TrojanWhat has the makings of a targeted attack campaign against several high-value industries is using a Trojan that employs rigged PDFs to deliver its payload. Targeting organizations in the defense, chemical, technology, and aerospace industries, the MyAgent trojan is primarily spreading through email as a zipped .exe file or PDF attachment, according to researchers at the FireEye Malware Intelligence Lab.

FireEye examined a sample of MyAgent that, once executed, opens a PDF file titled ‘Health Insurance and Welfare Policy’ and then drops a second executable, deviously titled ‘ABODE32.exe,’ in the temp directory, they say in their report.

FireEye notes that the ‘ABODE32.exe’ executable accesses Windows Protected Storage, which holds the passwords for IE, Outlook, and other applications. 

Once the trojan has infected its host machine, it communicates with its command and control server, the user agent string and URI of which are hard-coded into MyAgent’s binary. In addition to this, FireEye has noticed the malware loading different DLLs to communicate with its C&C. Despite MyAgent’s relatively high detection rate, its dynamic intermediary stages place it among what FireEye considers advanced malware.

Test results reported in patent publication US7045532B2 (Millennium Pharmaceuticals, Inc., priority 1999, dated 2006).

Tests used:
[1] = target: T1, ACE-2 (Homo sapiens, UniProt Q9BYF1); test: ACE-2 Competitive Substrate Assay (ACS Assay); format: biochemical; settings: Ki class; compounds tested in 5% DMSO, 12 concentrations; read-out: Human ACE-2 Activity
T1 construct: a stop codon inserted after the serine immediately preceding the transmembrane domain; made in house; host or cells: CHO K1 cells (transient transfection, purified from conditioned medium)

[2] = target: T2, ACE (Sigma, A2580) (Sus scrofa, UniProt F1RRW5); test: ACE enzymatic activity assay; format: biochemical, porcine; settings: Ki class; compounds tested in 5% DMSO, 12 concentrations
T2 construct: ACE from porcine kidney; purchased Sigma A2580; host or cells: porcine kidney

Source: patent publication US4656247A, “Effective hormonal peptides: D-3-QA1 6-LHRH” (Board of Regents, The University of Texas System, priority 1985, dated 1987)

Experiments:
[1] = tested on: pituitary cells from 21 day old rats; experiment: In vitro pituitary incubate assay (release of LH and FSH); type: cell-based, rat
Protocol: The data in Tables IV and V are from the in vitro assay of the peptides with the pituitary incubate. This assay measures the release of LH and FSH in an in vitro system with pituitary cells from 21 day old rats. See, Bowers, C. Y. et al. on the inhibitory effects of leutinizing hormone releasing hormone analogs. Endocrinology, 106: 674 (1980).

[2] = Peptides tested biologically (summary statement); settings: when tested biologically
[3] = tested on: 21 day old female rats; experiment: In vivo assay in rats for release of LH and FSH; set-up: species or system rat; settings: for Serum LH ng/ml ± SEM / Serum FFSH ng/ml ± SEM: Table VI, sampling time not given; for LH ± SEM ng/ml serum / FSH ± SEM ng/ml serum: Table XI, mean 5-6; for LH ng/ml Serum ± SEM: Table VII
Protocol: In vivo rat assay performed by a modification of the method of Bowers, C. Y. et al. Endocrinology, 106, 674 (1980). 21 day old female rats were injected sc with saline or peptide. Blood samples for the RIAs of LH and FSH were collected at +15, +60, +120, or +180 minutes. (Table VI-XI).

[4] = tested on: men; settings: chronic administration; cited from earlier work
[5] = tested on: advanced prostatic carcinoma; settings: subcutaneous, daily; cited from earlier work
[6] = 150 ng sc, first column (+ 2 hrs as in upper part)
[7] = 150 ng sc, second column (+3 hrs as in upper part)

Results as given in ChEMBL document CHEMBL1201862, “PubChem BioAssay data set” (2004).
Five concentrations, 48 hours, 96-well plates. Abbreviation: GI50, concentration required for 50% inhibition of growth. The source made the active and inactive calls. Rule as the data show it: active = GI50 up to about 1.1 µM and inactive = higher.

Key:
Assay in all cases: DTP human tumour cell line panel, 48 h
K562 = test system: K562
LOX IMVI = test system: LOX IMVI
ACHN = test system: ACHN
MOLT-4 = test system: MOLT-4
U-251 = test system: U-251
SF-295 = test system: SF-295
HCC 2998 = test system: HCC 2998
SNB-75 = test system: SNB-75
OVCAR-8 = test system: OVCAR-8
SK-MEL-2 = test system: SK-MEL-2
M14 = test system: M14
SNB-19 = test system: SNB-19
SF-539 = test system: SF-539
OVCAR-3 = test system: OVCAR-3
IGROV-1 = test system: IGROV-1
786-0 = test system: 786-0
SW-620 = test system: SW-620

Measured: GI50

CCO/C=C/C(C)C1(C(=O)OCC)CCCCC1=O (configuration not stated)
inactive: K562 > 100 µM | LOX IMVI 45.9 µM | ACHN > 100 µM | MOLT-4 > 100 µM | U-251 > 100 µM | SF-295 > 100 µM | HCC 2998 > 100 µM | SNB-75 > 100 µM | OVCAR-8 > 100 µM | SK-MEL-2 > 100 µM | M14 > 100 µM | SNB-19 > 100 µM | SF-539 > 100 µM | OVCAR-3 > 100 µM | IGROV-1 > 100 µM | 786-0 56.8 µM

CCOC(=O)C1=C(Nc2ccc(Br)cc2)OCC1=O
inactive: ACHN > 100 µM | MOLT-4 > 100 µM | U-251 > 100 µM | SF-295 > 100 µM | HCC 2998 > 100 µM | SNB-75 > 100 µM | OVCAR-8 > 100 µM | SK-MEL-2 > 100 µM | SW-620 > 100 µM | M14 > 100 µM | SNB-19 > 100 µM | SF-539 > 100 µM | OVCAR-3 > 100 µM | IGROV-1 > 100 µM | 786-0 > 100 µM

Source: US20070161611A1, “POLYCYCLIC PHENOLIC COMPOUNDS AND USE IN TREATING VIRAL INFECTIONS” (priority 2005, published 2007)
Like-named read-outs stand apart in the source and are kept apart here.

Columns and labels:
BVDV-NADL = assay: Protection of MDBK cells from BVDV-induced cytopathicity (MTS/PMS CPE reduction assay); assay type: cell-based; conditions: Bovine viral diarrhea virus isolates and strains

JavaScript within the PDF variety of MyAgent determines which version of Adobe Reader is running on its host and then deploys well-known exploits tailored to the specific version. If the machine is running any of Reader 9.0’s predecessors, then MyAgent exploits the ‘Collab.getIcon()’ vulnerability.

The majority of MyAgent’s payloads are easily detected by up-to-date antivirus products.

Categories: Malware

Comments (2)

  1. Anonymous

    Tageting: no wonder security lapse increase daily. Careful writing and editing have declined, along with web-savvy users. 

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